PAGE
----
Quorum sensing, virulence and secondary metabolite production in plant soft-rotting bacteria

Anne M.L. Barnard, Steven D. Bowden, Tom Burr, Sarah J. Coulthurst, Rita E. Monson, George P.C. Salmond

Research output: Contribution to journalReview articlepeer-review

99 Scopus citations


Quorum sensing describes the ability of bacteria to sense their population density and respond by modulating gene expression. In the plant soft-rotting bacteria, such as Erwinia, an arsenal of plant cell wall-degrading enzymes is produced in a cell density-dependent manner, which causes maceration of plant tissue. However, quorum sensing is central not only to controlling the production of such destructive enzymes, but also to the control of a number of other virulence determinants and secondary metabolites. Erwinia synthesizes both N-acylhomoserine lactone (AHL) and autoinducer-2 types of quorum sensing signal, which both play a role in regulating gene expression in the phytopathogen. We review the models for AHL-based regulation of carbapenem antibiotic production in Erwinia. We also discuss the importance of quorum sensing in the production and secretion of virulence determinants by Erwinia, and its interplay with other regulatory systems.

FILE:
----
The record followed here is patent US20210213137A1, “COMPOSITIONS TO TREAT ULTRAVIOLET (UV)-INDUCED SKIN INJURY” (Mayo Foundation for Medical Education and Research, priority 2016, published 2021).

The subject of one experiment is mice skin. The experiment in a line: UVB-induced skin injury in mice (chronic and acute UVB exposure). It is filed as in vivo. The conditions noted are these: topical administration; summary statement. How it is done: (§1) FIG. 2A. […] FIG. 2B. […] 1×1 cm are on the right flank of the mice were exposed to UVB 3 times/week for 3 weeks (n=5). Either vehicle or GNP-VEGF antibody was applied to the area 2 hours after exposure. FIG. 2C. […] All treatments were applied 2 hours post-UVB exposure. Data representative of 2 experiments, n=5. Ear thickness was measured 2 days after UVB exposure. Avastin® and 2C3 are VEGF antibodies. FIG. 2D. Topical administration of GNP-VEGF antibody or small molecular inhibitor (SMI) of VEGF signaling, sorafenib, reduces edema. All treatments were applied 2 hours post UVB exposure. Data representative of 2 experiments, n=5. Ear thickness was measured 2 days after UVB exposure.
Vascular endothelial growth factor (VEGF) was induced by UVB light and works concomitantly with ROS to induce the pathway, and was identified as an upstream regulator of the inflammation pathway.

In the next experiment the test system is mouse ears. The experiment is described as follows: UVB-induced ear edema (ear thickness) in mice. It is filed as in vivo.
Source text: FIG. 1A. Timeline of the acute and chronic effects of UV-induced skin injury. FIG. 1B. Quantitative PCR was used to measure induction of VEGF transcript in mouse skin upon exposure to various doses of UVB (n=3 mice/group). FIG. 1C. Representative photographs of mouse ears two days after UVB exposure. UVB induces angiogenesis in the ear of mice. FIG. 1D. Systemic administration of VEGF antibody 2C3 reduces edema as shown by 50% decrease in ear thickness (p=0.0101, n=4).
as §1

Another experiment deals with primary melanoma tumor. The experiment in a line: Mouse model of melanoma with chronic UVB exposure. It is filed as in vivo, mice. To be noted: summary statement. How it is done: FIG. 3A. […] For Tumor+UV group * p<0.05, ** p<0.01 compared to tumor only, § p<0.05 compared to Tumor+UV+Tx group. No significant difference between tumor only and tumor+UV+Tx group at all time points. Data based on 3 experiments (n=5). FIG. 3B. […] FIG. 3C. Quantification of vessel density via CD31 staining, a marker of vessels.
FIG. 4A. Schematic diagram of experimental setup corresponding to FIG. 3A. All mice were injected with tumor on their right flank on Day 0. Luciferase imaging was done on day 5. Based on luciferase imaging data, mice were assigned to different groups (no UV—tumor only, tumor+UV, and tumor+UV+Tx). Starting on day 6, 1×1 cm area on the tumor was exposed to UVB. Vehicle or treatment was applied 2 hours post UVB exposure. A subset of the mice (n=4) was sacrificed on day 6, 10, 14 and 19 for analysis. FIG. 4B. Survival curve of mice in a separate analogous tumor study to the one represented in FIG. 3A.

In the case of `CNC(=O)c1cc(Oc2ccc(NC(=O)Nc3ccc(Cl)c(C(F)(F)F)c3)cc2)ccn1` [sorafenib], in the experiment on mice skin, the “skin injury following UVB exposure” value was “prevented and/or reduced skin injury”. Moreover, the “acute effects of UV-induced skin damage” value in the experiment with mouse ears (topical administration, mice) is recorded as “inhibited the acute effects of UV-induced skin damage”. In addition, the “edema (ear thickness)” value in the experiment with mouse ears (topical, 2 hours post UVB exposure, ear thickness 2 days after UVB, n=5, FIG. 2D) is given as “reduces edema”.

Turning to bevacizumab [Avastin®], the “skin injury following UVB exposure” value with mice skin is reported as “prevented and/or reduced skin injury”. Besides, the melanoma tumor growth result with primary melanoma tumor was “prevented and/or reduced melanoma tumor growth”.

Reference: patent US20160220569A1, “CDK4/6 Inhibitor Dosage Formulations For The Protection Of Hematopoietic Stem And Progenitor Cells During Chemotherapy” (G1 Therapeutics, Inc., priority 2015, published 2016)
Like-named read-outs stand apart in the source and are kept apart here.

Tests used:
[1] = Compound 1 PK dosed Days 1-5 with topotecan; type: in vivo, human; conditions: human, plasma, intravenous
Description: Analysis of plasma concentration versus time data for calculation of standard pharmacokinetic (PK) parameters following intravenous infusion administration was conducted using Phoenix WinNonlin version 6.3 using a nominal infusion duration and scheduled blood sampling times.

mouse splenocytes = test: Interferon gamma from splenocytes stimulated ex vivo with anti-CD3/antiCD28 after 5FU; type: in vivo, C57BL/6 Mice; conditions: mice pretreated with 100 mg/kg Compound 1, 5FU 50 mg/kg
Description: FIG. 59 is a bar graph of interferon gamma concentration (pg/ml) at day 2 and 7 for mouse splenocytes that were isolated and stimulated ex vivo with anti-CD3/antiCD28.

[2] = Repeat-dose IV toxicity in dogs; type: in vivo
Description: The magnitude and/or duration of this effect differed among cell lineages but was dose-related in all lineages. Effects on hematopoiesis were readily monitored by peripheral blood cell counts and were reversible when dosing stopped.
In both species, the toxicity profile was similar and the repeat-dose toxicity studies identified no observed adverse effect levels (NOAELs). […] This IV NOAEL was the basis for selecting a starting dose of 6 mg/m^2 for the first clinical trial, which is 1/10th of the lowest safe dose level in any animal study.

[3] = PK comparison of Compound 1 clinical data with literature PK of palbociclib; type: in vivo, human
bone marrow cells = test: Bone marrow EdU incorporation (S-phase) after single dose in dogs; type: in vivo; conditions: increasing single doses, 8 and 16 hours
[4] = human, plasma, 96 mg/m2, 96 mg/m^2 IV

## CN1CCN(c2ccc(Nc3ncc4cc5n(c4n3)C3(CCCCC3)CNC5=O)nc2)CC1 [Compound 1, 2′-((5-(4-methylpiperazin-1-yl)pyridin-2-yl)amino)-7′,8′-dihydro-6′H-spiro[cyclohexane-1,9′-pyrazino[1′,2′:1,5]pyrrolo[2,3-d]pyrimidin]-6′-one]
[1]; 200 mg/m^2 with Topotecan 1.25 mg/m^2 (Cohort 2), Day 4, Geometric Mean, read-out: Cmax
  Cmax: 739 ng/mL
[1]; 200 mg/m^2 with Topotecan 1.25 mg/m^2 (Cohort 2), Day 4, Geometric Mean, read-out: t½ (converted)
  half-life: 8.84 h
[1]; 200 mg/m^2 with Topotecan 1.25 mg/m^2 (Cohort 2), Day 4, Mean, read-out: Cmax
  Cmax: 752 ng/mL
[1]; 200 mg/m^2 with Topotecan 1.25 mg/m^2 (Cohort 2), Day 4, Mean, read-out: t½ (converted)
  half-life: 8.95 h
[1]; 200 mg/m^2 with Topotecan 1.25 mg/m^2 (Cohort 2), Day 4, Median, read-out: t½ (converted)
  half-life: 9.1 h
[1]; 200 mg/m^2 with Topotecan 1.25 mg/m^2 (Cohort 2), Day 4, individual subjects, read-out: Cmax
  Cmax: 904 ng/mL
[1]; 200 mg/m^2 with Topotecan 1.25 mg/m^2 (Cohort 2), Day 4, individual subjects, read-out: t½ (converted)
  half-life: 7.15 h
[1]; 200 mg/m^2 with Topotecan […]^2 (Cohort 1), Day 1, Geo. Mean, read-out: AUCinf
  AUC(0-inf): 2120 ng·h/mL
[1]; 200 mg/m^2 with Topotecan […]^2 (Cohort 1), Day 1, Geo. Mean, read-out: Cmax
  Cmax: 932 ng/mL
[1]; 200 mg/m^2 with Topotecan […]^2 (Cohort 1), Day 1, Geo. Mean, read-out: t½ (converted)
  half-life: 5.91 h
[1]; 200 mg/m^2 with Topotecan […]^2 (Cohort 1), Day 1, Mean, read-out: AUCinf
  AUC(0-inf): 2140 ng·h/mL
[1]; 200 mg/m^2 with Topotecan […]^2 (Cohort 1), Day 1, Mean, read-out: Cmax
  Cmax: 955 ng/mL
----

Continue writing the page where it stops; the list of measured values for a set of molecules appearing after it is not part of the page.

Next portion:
Original languageEnglish (US)
Pages (from-to)1165-1183
Number of pages19
JournalPhilosophical Transactions of the Royal Society B: Biological Sciences
Issue number1483
StatePublished - Jul 29 2007


  • Carbapenem antibiotic
  • Erwinia
  • N-acylhomoserine lactone
  • Phytopathogenicity
  • Quorum sensing
  • Virulence


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